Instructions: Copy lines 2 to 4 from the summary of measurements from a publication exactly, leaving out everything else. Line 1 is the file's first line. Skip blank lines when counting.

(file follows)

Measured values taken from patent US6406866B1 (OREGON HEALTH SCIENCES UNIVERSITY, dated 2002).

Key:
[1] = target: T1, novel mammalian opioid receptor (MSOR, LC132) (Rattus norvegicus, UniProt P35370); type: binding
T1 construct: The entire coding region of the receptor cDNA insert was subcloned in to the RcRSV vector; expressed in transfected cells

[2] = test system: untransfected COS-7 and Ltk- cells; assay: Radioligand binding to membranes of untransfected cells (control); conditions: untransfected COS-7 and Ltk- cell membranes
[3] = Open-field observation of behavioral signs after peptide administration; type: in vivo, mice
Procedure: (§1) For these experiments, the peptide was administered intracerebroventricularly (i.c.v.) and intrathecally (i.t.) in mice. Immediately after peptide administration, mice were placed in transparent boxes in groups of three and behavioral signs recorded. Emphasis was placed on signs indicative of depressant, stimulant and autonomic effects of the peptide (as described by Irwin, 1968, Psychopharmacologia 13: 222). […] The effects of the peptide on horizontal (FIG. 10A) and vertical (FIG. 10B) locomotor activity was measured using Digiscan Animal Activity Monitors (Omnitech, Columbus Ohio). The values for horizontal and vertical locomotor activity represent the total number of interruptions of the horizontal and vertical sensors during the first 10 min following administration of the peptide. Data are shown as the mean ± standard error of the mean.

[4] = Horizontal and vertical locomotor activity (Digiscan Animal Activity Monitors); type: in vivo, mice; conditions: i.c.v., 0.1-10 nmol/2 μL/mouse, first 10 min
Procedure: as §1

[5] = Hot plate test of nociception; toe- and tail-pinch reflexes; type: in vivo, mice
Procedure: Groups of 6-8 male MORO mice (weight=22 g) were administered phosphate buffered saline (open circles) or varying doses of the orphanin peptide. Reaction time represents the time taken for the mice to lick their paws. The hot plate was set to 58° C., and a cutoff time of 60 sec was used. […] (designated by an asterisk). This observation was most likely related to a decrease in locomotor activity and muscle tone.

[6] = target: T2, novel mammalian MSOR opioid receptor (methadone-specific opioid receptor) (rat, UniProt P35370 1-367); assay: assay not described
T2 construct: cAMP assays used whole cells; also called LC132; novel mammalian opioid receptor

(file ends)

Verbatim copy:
Key:
[1] = target: T1, novel mammalian opioid receptor (MSOR, LC132) (Rattus norvegicus, UniProt P35370); type: binding
T1 construct: The entire coding region of the receptor cDNA insert was subcloned in to the RcRSV vector; expressed in transfected cells